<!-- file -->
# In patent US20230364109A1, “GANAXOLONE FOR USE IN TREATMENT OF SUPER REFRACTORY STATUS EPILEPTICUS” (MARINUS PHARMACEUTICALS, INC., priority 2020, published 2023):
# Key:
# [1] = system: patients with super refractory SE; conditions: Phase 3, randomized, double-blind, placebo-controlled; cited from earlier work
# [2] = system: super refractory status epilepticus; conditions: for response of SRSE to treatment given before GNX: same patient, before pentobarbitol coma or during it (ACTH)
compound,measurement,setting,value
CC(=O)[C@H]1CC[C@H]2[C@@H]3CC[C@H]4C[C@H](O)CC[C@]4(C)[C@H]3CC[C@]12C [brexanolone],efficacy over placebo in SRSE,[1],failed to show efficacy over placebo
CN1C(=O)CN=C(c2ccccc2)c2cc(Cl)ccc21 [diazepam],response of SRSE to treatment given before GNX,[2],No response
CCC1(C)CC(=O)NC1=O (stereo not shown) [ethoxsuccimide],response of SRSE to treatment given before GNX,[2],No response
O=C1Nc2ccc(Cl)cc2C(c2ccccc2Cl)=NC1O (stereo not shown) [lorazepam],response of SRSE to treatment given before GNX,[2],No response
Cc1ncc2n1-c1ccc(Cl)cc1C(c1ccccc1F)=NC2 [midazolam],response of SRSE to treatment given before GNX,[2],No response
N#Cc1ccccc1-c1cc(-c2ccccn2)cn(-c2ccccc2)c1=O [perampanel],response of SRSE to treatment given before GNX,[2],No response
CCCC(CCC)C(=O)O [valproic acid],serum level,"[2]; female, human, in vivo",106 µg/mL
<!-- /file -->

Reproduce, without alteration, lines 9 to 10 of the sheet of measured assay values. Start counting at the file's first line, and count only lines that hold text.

O=C1Nc2ccc(Cl)cc2C(c2ccccc2Cl)=NC1O (stereo not shown) [lorazepam],response of SRSE to treatment given before GNX,[2],No response
Cc1ncc2n1-c1ccc(Cl)cc1C(c1ccccc1F)=NC2 [midazolam],response of SRSE to treatment given before GNX,[2],No response